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Daily Archives: August 24, 2011

And, Speaking of Professor Edzard Ernst:
If The Shoe Fits…

By |August 24, 2011|Editorial|

Double Standards Exist in Judging Traditional and Alternative Medicine

The Chiro.Org Blog

SOURCE:   British Medical Journal 1998 (Jun 6); 313: 1694

By Hilary Bower

This posting is dedicated to all those evidence-based nay-sayers out there, who love to criticize without contributing anything back except negativity.

Dr. Chalmers is the head of the Cochrane group in the UK. He speaks for the REAL evidence people.

Dr Iain Chalmers, the director of the UK Cochrane Centre and a vociferous proponent of systematic reviews, told delegates:

“Critics of complementary medicine often seem to operate a double standard, being far more assiduous in their attempts to outlaw unevaluated complementary medical practices than unevaluated orthodox practices.”

He also said:

“These double standards might be acceptable if orthodox medicine was based solely on practices which had been shown to do more good than harm, and if the mechanisms through which their beneficial elements had their effects were understood, but neither of these conditions applies.”


Manipulative Therapy: Just a Placebo?

By |August 24, 2011|Placebo, Spinal Manipulation|

Manipulative Therapy: Just a Placebo?

The Chiro.Org Blog

SOURCE:   Dynamic Chiropractic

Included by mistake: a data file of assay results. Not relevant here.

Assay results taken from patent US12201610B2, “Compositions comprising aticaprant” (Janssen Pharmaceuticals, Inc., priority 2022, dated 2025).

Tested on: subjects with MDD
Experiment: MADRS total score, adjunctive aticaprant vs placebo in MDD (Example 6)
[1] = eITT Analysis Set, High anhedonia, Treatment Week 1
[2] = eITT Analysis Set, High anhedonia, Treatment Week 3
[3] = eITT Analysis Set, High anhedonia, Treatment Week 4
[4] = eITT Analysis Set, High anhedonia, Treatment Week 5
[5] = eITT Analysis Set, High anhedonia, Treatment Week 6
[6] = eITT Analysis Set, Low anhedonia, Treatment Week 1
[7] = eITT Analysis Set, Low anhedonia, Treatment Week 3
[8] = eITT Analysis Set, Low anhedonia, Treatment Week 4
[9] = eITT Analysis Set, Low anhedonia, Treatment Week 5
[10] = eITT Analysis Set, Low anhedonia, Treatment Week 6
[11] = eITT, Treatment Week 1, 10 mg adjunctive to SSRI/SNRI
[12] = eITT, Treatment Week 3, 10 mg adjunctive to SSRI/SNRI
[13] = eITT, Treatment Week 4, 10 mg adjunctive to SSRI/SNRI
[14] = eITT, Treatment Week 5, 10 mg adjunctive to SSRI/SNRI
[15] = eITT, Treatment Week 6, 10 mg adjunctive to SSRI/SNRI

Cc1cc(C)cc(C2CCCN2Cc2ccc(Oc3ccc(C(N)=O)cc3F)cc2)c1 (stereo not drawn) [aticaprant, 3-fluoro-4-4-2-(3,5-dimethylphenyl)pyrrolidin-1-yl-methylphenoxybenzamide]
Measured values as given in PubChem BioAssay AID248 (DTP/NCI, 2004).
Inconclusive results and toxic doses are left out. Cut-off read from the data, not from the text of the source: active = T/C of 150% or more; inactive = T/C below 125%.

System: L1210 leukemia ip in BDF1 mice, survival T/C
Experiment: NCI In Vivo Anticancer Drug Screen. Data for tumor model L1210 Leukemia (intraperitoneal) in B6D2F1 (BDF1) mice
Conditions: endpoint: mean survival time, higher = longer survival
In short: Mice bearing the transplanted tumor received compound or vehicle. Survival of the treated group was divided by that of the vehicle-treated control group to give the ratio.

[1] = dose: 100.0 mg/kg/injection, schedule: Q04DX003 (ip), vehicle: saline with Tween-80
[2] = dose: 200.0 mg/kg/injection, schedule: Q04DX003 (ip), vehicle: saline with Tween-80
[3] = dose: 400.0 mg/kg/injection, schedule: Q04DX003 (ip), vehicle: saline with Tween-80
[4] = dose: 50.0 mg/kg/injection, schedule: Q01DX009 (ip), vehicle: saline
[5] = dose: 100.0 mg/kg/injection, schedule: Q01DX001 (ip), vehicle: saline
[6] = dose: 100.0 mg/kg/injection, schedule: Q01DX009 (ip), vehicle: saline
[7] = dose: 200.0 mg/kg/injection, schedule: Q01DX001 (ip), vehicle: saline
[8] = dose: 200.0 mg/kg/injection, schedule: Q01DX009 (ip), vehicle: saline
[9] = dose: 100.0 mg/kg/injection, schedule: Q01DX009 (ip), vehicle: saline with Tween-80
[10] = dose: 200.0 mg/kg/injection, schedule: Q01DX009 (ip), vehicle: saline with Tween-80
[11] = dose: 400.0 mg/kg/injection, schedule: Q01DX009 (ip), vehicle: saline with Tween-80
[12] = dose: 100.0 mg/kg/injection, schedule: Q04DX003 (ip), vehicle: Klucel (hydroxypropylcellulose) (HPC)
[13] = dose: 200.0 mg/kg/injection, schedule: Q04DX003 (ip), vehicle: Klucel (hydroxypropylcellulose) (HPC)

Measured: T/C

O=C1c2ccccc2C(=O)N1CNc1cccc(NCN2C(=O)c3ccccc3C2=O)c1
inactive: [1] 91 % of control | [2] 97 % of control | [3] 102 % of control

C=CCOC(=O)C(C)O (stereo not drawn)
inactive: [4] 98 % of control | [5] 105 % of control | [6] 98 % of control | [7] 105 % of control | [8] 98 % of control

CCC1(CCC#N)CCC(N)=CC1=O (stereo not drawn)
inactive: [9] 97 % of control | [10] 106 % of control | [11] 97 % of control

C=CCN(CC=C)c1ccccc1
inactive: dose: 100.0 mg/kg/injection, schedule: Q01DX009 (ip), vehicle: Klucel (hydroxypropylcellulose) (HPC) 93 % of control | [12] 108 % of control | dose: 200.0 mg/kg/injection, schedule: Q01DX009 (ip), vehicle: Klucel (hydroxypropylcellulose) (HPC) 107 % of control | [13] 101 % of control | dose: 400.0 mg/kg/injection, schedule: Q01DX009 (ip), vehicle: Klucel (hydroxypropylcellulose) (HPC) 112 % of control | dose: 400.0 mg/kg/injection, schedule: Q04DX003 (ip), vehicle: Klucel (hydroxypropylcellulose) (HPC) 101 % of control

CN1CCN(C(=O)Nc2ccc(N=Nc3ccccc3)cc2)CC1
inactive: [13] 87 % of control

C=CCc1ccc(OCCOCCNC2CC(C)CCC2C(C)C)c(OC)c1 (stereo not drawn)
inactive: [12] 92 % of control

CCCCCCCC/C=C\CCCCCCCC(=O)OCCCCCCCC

By John J. Triano, DC, PhD

Excerpted from: Triano J:
Manipulative Therapy in the Management of Pain.
Clinical Pain Management: A Practical Approach 3rd Edition,
Lippincott, Williams & Wilkins Pub, November 2001.

Chiropractic care, particularly spinal manipulation or adjustment, is an increasingly frequent topic in medicine and health care policy circles. As evidence has accumulated to support use of these services, there is frequent reference to a presumption of placebo effect being the mechanism of favorable responses reported in the literature. These charges are easily refuted by specific data. In my experience, a professional head-on response silences these critiques and allows the discussion to refocus on a much more useful topic: appropriate use the paragraphs that follow were crafted as a part of a book chapter on the role of chiropractic manipulation in management of pain the basis often used to set the stage for a claim of a placebo effect. An effective rejoinder follows.

Discourse on manipulation usually raises the question of placebo effect. A frequent observation is that chiropractic patients are more satisfied by their treatment experience than when they are attended by other proaviders. [1, 2]

A number of elements contribute to this popular contentment, including physician-patient interaction. Manipulation treatment often requires several encounters involving physical contact and direct physician attention over a focused time interval. Can these factors be responsible for the perceived clinical benefits?

There are more articles like this @ our:

The Problem with Placebos/Shams Page